I wrote this piece five years ago. It is showing its age with the WMD reference (And no talk of iPads!), but the gist of it was simple enough: To draw some perspective on a world that Francis Pharcellus Church would no doubt hardly recognize. The contrast was not meant as a deconstruction of belief, but rather, to imagine how a hundred years worth of progress might work on the spirit of innocence.
Church penned the famous “Yes Virginia, there is a Santa Claus” letter to eight year old Virginia O’ Hanlon, which appeared in the New York Sun in September of 1897. It’s a paradigm for editorial consent, and not a superfluous one. At least as far as I’m concerned.
Anyway, this is what it might have looked like in September of 2006.
Your little friends are right. They are the glorious progeny of a pragmatic generation. They understand the value of status and deride the notion of some antiquated alms-giver delivering unto them their precious iPods. They do not believe except they see. A valuable commodity in this day and age; and one I would advise you to obtain. Their minds may be small, but their ability to filter out the ridiculous notion of a jolly old man bearing gifts is commendable. Indeed, they dare not marginalize the corporate benefactors that are their parents by spewing folly about Santa.
No Virginia, there is no Santa Claus. He does not exist as certainly as faith, hope and WMD’s do not exist. Alas! How dreary would the world be if there truly was a Santa Claus! His existence would rob us our autonomy; our secular gifted right to seek truth and define our uncertain world rather than color it with vagaries. Be warned, to subscribe to such a childlike faith is dangerous, one might even say prohibitive. Its nexus is borne of outdated American literature and ecclesiastical dogma. We should expect no enjoyment except in tangible form. Leave the childlike enabling to Hollywood producers.
I urge you dear girl, do not believe in Santa Claus! Just as you do not believe in fairies or honest politicians. You might contract with a privately owned security company to verify the hard wrought, commercialized fancy of red suits and magical sleigh bells. But imagine the cost of such an endeavor! And to what end? To simply disprove what is already common knowledge? Your sole discovery will lie in the fact that chimney sweepers are vastly overpaid. You will find no sign of Santa Claus. And then you will understand that the most real things in this world are those which you can wear, play and drive. Imagine how inefficient a world it would be if we gave credence to the unseen; think of the abject ignorance which would predominate our lives if we believed in miracles rather than science.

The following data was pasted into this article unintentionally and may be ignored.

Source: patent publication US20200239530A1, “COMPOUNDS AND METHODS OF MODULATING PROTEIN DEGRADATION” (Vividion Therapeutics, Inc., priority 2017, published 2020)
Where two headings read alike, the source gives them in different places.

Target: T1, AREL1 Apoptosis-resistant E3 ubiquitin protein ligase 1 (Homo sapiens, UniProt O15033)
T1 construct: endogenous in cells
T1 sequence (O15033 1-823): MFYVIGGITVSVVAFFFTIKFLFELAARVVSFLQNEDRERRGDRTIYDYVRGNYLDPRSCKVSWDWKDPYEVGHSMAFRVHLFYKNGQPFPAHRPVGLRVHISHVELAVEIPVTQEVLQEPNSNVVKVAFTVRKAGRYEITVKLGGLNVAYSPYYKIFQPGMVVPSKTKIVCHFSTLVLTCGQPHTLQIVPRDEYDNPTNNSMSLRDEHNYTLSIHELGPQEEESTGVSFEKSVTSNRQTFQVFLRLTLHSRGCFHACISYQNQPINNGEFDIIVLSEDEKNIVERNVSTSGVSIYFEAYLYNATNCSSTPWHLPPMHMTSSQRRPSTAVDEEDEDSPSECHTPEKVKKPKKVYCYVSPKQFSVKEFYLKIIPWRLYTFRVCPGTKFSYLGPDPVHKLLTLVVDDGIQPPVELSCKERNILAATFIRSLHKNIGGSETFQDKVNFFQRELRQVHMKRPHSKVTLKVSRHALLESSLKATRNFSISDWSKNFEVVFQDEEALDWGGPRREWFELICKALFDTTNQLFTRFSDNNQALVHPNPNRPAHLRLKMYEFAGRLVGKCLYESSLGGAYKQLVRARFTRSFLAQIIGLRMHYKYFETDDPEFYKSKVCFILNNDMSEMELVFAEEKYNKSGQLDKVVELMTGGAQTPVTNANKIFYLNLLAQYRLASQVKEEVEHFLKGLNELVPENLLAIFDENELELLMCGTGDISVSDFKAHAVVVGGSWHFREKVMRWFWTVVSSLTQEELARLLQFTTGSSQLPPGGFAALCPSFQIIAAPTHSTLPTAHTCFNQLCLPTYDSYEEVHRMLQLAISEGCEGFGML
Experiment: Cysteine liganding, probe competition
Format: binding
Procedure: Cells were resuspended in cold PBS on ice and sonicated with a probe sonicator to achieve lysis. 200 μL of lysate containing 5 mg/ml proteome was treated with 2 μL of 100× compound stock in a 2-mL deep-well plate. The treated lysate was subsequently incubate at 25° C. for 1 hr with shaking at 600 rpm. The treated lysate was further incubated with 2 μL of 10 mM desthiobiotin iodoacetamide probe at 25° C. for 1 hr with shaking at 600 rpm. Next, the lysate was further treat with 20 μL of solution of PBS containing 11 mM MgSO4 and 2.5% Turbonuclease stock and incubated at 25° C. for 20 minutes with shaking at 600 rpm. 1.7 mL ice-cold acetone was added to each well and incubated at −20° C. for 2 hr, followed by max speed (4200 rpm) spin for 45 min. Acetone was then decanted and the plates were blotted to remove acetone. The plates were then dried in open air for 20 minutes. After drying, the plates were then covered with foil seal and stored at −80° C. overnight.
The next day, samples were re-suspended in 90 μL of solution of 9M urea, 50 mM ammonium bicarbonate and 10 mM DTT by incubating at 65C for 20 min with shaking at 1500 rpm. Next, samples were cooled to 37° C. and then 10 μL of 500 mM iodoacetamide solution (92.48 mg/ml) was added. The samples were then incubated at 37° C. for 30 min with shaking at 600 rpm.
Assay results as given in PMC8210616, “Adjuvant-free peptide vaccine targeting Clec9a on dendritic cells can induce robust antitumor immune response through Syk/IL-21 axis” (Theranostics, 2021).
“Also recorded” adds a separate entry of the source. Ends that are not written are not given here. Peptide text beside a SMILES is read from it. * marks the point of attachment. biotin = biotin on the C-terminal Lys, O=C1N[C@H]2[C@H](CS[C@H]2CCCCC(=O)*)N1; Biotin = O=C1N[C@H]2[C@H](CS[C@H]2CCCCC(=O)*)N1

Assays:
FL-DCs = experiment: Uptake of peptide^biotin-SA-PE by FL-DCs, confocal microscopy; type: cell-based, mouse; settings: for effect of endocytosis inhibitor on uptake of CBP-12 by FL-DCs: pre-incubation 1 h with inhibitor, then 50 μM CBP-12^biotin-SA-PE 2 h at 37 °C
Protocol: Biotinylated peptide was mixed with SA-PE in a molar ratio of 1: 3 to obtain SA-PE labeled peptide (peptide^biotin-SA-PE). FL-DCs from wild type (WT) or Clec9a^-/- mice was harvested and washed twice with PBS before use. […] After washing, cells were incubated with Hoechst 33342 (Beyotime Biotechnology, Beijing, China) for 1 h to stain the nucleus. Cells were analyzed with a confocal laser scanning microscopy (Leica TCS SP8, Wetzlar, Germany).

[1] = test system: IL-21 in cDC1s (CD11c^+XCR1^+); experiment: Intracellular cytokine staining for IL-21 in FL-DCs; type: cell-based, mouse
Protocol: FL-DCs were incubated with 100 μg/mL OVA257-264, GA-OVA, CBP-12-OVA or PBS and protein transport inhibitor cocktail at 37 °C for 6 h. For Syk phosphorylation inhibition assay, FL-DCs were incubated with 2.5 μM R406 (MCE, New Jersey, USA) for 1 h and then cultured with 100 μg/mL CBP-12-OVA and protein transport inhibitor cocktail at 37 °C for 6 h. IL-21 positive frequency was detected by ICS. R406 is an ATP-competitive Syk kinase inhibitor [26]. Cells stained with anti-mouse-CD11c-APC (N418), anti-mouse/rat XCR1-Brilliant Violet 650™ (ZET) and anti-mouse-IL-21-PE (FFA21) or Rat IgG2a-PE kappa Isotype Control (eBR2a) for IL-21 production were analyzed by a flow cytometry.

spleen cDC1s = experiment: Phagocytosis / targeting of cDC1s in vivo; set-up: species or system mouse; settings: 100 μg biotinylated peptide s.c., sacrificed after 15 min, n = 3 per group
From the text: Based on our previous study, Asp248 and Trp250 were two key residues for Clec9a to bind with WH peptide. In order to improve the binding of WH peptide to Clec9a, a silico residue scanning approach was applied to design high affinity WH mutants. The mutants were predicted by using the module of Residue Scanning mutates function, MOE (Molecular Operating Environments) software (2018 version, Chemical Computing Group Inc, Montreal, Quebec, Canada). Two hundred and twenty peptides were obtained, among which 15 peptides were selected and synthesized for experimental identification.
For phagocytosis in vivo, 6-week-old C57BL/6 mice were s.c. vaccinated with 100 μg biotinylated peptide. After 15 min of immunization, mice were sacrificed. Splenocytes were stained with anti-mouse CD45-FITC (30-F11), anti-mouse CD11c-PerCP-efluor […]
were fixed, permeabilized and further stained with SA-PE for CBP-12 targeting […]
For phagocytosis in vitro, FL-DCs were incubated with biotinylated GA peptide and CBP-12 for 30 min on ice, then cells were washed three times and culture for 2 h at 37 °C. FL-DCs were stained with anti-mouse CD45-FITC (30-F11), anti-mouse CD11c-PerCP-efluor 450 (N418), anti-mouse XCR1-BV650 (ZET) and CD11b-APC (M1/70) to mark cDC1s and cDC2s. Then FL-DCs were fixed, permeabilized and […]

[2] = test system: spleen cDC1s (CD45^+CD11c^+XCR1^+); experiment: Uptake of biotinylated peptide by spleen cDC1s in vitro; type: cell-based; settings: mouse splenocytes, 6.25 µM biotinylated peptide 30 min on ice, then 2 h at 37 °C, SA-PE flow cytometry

You dissect a nursery rhyme and you can see why non-fiction sates the publishing houses bottom line- Because there is no unseen world where fiction holds dominion. Neither the wealthiest philanthropist, nor even the bi-lateral thrust of a UN led invasion can unearth a place that does not exist. Let the evangelists proselytize about some supernal place; let the vagabond poets abscond to their sacred patch of merry. Resist the temptation to be led to Shangri La. Is any of it real? Um, Virginia, of course not.
No Santa Claus! Thank goodness for that! Do not fret, nothing lasts forever- except for disposable diapers and Dick Clark. This vicious rumor which has scarred so many children and resulted in an incalculable number of therapy sessions will see its end. Ten years from now, Virginia, nay 10 times 10 years from now, when the world becomes an uninhabitable swamp thanks to global warming, there will be no Santa to fool our hearts and remind us of our dysfunctional childhood.